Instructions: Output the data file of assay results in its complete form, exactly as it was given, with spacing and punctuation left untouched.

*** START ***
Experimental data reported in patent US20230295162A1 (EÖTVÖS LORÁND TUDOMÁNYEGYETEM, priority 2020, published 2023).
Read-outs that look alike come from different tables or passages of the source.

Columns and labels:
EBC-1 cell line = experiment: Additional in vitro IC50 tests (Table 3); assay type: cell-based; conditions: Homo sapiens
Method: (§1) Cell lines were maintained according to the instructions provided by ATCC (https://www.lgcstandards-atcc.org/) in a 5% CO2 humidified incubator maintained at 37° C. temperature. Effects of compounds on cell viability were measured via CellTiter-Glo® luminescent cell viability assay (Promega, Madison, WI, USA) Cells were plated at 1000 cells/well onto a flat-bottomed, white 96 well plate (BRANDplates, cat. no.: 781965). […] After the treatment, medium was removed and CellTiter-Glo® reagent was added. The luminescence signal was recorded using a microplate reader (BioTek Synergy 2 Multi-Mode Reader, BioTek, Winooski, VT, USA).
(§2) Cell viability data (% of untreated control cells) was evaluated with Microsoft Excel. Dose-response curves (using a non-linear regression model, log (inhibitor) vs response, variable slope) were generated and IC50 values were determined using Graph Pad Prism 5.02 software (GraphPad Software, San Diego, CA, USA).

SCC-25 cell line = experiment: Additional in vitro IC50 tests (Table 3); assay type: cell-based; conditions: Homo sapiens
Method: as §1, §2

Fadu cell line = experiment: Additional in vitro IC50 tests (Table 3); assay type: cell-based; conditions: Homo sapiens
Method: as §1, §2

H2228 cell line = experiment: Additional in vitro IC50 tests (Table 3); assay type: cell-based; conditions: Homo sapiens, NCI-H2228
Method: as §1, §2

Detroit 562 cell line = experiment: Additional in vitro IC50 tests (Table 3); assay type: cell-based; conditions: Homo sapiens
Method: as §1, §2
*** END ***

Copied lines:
Experimental data reported in patent US20230295162A1 (EÖTVÖS LORÁND TUDOMÁNYEGYETEM, priority 2020, published 2023).
Read-outs that look alike come from different tables or passages of the source.

Columns and labels:
EBC-1 cell line = experiment: Additional in vitro IC50 tests (Table 3); assay type: cell-based; conditions: Homo sapiens
Method: (§1) Cell lines were maintained according to the instructions provided by ATCC (https://www.lgcstandards-atcc.org/) in a 5% CO2 humidified incubator maintained at 37° C. temperature. Effects of compounds on cell viability were measured via CellTiter-Glo® luminescent cell viability assay (Promega, Madison, WI, USA) Cells were plated at 1000 cells/well onto a flat-bottomed, white 96 well plate (BRANDplates, cat. no.: 781965). […] After the treatment, medium was removed and CellTiter-Glo® reagent was added. The luminescence signal was recorded using a microplate reader (BioTek Synergy 2 Multi-Mode Reader, BioTek, Winooski, VT, USA).
(§2) Cell viability data (% of untreated control cells) was evaluated with Microsoft Excel. Dose-response curves (using a non-linear regression model, log (inhibitor) vs response, variable slope) were generated and IC50 values were determined using Graph Pad Prism 5.02 software (GraphPad Software, San Diego, CA, USA).

SCC-25 cell line = experiment: Additional in vitro IC50 tests (Table 3); assay type: cell-based; conditions: Homo sapiens
Method: as §1, §2

Fadu cell line = experiment: Additional in vitro IC50 tests (Table 3); assay type: cell-based; conditions: Homo sapiens
Method: as §1, §2

H2228 cell line = experiment: Additional in vitro IC50 tests (Table 3); assay type: cell-based; conditions: Homo sapiens, NCI-H2228
Method: as §1, §2

Detroit 562 cell line = experiment: Additional in vitro IC50 tests (Table 3); assay type: cell-based; conditions: Homo sapiens
Method: as §1, §2